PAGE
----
President Obama's 2014 budget request includes programs for research, development, and education in STEM (science, technology, engineering, and mathematics) fields. He has called for 100,000 new STEM teachers and one million new STEM graduates over the next 10 years, increased participation by groups historically underrepresented in these fields, and additional resources to support networks focused on STEM education. Mathematics is a major component of improving and expanding the STEM-literate work force.

But mathematicians, and the profession as a whole, are under scrutiny and attack. In 2012, the President's Council of Advisors on Science and Technology labeled mathematics the "bottleneck that is currently keeping many students from pursuing STEM majors" and called for teaching of college-level mathematics courses "by faculty from mathematics-intensive disciplines other than mathematics." E.O. Wilson recently claimed that "many of the most successful scientists in the world today are mathematically no more than semiliterate." Paul Krugman agreed that researchers do not need much math and writes that "higher math isn't usually essential; arithmetic is."

Not only are these statements misguided, they also reinforce popular negative stereotypes. When someone learns that I am a mathematician, the inevitable comment is, "I was never good at math," often accompanied by a dismissive chortle. Society accepts such comments but would never accept the analogous "I was never good at reading." We accept the use of a calculator to add small numbers but not the use of software to read basic English. We accept T-shirts advertising how hard math is, popular caricatures of math geeks, and scientists who claim they are mathematically ignorant, but we do not condone illiteracy, and we work hard to eradicate it.

Unfortunately, these discussions are a distraction from the main issue: We need to train more people to be scientifically literate, and mathematics is a core component of such training. The precise nature of mathematics provides a framework for scientific advances. Without proficiency in the language of logical reasoning and quantifiers, it is impossible to work in a STEM field. The study of mathematics is thousands of years old, yet it is still a hot field.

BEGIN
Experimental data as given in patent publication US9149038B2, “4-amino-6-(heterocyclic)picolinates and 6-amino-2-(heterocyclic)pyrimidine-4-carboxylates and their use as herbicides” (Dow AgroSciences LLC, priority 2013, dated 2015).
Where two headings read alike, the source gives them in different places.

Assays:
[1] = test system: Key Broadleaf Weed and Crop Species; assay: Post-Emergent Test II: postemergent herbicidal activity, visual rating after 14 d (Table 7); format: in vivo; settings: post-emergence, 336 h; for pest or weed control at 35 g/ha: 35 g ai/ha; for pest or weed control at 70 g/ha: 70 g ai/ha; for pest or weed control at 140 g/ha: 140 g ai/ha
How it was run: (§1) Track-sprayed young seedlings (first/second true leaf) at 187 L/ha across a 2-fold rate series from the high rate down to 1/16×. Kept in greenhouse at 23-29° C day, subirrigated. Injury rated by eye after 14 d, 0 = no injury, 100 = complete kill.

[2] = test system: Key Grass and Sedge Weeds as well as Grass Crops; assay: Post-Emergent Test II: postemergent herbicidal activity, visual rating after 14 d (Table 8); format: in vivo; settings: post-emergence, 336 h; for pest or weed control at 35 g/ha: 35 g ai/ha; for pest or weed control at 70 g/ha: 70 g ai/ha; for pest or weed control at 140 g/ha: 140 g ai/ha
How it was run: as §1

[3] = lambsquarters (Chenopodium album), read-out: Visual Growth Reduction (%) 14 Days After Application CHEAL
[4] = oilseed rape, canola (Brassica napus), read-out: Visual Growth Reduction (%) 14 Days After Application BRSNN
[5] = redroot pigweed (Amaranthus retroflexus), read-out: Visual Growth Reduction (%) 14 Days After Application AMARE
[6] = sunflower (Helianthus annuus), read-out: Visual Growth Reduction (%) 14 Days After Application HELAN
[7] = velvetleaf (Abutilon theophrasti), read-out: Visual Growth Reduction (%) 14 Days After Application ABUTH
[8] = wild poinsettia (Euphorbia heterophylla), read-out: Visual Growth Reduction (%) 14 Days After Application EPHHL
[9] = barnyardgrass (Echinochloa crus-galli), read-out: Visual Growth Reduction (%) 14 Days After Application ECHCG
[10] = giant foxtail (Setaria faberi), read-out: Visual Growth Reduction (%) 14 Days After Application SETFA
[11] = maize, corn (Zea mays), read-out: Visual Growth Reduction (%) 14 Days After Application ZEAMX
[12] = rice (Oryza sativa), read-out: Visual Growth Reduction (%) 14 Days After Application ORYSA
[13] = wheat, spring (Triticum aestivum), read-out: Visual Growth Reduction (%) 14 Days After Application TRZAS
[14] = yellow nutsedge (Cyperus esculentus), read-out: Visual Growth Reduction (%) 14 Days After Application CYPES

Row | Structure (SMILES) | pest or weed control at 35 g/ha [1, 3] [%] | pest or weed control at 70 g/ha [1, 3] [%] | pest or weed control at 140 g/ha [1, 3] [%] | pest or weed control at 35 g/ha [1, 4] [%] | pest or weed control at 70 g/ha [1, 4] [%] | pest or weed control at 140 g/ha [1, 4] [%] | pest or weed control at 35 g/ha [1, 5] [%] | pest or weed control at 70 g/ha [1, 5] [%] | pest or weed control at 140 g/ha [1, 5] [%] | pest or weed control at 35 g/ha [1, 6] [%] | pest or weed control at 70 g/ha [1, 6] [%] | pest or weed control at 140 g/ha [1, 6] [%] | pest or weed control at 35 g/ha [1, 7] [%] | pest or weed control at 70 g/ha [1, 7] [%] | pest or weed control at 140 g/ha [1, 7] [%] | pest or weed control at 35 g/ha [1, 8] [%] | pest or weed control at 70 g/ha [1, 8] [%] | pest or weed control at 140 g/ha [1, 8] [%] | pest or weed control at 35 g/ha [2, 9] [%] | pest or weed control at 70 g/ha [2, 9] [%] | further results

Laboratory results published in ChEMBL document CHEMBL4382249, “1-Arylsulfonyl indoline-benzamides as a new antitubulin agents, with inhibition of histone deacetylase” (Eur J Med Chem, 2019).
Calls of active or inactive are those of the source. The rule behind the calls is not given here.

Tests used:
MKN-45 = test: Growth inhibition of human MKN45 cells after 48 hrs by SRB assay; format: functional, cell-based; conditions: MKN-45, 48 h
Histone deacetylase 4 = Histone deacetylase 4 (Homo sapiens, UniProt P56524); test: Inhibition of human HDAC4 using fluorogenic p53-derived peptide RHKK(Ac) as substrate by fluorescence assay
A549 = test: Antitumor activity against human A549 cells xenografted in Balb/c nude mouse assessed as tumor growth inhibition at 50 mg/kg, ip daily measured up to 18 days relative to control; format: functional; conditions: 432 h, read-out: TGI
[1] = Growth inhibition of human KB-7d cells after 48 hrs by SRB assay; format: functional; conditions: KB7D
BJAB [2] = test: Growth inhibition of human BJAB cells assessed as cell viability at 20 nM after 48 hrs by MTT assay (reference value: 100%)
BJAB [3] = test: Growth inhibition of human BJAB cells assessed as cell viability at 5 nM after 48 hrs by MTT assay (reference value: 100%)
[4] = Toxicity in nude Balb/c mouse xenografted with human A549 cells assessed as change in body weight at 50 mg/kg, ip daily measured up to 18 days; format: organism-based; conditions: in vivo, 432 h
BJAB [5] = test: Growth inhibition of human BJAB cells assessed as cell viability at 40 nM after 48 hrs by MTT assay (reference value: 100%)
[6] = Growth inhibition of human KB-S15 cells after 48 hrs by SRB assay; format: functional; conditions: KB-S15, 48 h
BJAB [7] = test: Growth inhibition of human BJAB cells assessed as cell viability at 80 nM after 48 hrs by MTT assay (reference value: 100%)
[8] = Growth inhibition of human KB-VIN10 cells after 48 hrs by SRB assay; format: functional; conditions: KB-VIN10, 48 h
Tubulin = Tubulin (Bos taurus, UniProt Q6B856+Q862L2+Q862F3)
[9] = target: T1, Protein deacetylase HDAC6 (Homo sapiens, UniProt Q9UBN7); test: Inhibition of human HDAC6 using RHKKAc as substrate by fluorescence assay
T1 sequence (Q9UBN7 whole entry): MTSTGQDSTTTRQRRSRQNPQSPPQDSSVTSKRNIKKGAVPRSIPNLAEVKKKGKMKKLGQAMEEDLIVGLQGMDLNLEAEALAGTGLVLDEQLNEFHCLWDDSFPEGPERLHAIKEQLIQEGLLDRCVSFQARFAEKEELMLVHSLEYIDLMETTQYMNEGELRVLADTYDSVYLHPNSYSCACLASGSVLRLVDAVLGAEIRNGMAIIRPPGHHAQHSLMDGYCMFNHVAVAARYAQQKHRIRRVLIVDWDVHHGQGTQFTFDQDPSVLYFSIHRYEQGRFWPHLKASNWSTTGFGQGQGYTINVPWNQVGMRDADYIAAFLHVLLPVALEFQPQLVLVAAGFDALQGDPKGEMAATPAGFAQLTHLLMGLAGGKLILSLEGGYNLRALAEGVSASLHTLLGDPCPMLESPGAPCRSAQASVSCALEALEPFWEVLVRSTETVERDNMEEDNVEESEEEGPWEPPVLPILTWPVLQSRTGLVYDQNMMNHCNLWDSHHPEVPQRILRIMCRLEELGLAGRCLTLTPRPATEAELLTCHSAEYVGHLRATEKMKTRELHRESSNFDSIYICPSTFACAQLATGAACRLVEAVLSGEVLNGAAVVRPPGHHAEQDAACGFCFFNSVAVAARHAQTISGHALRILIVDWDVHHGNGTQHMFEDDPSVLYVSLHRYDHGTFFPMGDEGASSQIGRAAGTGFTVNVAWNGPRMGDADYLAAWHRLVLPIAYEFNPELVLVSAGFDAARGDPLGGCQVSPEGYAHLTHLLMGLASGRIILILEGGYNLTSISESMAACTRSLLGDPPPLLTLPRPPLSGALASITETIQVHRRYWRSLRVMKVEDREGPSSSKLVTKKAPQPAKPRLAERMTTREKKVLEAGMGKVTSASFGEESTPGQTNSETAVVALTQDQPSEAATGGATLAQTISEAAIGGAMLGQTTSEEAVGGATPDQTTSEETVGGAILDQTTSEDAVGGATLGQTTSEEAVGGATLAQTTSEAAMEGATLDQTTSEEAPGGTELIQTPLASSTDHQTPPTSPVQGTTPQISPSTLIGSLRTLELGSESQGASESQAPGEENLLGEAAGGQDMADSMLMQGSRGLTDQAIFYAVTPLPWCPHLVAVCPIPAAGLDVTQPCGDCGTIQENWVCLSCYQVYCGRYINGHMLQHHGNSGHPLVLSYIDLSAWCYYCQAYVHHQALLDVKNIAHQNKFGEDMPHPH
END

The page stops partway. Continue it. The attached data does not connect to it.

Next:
Mathematics provides a tool box for the sciences. Mathematical models are used to explain and predict events around us, and rigorous mathematical thinking organizes ideas. Mathematics is used to model the spread of infectious diseases and then as a tool to halt the spread. It is used to develop rigorous standards for testing in drug trials that lead to major improvements in treatment, and it is used to design buildings that can withstand earthquakes and other natural disasters.

But mathematics is much more than a tool box. Its logical reasoning underpins all scientific discoveries, and it has transformed the way we understand our world. Long before experimental evidence was available, Galileo used mathematics to predict that the earth revolves around the sun. Centuries later, Albert Einstein used mathematics to show that the universe is curved, not flat; his theories were only experimentally verified years later.